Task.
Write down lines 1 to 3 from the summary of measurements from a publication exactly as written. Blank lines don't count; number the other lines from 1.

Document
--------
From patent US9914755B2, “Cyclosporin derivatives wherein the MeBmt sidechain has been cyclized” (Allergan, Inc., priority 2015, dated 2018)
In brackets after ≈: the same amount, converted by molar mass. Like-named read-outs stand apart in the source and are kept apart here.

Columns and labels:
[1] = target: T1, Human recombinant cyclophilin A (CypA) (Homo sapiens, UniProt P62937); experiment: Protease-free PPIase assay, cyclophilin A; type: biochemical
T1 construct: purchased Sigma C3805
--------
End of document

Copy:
From patent US9914755B2, “Cyclosporin derivatives wherein the MeBmt sidechain has been cyclized” (Allergan, Inc., priority 2015, dated 2018)
In brackets after ≈: the same amount, converted by molar mass. Like-named read-outs stand apart in the source and are kept apart here.

Columns and labels: